Chest pain with a hiatal hernia is often due to inflammations and ulcerations in the lower part of the esophagus or the herniated stomach.
Chest pain is often mild and intermittent, with most cases of hiatal hernia. But severe chest pain mimics myocardial infarction pain.
This study reported a woman who presented to the ER with severe chest pain. Cardiac examination, ECG, and other investigations revealed no heart diseases.
Later, the endoscopy revealed a total hernia with inflammation and erosions in the last part of the esophagus and the gastric fundus, which was the cause of chest pain.
- Hiatal Hernia Pain Locations and Characters.
4. Fatigue, Dizziness, Fast Heart Beats (symptoms of anemia).
The parts of the hiatus hernia in your chest quickly get inflamed and ulcerated.
In 1986, Dr. Cameron first described linear (elongated) stomach ulcers associated with large Hiatal hernias. Later, this type of ulcer was named after his name (Cameron lesions) (reference).
Cameron lesions can cause weird symptoms with a Hiatal hernia, such as fatigue, dizziness, fast heartbeats, and shortness of breath.
You can have minor and recurrent needs from the Cameron lesions associated with hiatal hernia over a long period. This spotting has no symptoms in the short term.
Due to the small amount of blood, you will not experience symptoms such as vomiting of blood (hematemesis) or passage of black stool (melena).
In the long term, you will experience weird symptoms such as palpitations, easy fatigue, shortness of breath, and dizziness. These symptoms are due to anemia from bleeding Cameron lesions.
5. Black stool.
Big ulcers can develop in the parts of the esophagus of the stomach that bulges into your chest. When the ulcer is extensive or deep enough, significant bleeding occurs.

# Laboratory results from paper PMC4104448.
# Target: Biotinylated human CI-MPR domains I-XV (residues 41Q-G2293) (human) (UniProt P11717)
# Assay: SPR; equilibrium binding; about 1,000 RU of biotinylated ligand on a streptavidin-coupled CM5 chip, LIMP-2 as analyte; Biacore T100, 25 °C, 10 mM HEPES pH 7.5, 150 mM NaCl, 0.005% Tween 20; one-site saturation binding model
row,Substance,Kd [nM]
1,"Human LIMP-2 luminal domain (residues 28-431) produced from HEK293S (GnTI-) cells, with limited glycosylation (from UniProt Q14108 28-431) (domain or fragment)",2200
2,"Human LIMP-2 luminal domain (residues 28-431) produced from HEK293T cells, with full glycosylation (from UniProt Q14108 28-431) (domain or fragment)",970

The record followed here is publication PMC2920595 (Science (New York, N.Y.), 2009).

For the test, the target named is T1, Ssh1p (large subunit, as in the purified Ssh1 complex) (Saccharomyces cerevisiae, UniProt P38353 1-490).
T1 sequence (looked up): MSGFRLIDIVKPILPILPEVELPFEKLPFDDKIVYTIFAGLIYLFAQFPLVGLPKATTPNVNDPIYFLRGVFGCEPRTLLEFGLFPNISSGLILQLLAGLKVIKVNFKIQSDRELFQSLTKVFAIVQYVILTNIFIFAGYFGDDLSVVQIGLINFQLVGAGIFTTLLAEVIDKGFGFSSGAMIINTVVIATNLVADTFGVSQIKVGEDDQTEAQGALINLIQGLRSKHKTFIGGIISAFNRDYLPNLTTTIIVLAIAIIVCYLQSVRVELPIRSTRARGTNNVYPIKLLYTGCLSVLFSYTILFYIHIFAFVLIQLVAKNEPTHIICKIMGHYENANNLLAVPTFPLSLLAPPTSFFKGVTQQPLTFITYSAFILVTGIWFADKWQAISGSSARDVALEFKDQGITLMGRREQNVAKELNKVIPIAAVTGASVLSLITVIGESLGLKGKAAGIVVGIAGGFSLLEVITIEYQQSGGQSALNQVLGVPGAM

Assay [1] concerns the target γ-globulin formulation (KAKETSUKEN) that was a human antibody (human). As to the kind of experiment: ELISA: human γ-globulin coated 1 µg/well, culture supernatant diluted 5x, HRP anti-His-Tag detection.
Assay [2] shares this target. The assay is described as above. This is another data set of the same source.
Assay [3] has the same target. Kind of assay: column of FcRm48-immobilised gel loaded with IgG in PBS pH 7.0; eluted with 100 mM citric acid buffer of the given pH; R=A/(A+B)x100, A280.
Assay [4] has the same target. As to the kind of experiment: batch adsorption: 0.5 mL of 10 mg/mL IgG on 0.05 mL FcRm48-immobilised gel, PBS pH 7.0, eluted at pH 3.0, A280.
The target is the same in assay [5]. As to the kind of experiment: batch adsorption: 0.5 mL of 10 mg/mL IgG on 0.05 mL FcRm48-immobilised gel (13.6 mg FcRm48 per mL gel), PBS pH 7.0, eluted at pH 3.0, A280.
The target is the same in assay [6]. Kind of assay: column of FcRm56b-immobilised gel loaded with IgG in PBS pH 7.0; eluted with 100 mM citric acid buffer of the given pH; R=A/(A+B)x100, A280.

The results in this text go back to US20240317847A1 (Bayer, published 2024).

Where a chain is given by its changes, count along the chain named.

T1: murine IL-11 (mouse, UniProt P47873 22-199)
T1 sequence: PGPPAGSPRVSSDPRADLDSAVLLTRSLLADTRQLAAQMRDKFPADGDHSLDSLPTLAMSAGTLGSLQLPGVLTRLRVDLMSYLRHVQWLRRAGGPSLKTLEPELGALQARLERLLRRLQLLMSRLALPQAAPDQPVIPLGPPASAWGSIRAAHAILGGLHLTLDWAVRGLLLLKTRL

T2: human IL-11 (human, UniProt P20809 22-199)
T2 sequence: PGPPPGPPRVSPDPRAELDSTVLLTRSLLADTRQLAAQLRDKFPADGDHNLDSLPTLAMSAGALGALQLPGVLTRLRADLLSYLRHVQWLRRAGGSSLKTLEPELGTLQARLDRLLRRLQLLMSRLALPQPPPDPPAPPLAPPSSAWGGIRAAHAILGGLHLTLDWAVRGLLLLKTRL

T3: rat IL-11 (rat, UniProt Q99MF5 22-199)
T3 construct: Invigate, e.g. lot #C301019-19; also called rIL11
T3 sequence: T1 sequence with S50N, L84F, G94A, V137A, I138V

The blood in your stomach passes through your intestine and the colon into the stool.
Blood from the bleeding esophageal or stomach ulcers appears black (Black stool or melena).
Moreover, if the bleeding is massive enough, reddish or dark-clotted blood vomiting can also occur.
6. Regurgitation of undigested food.
Regurgitation is common with acid reflux. However, the regurgitation from acid reflux is a bitter or acidic fluid and NOT undigested food.
Regurgitation of undigested food particles can signify partial or complete obstruction of the lower esophageal opening due to a Hiatal hernia.
Call your doctor if regurgitation is associated with other weird symptoms such as dysphagia (difficult swallowing), chest pain, and recurrent vomiting.
This collection of symptoms can be a sign of achalasia (dilated esophagus due to obstruction by Hiatal hernia.
7. Early Satiety & Abdominal pain after eating.
A large part of your stomach gets stuck inside the chest in severe forms of paraesophageal hiatal hernia. As a result, the herniated part doesn’t receive food during eating.
This large hernia leaves a small room for food during and after eating. This will can cause weird symptoms of hiatal hernia, such as:
- Early satiety and inability to complete your meals.
- Sense of fullness after eating.
- Abdominal pain and bloating in the upper-middle stomach after eating very little amounts.
- Constant nausea.
These symptoms are due to para esophageal hernias and don’t occur with the simple sliding hiatal hernia.
When to see a doctor for weird symptoms of a hiatal hernia?
See a doctor if you have one or more of the following:
- Vomiting of blood.
- Passage of black stool.
- Persistent vomiting.
- Persistent difficulty in swallowing (dysphagia).
- Dizziness, palpitations, shortness of breath, and easy fatigue.
- Painful swallowing (odynophagia).
- Severe or persistent cough and asthma.
- Consistent regurgitation of UNDIGESTED food.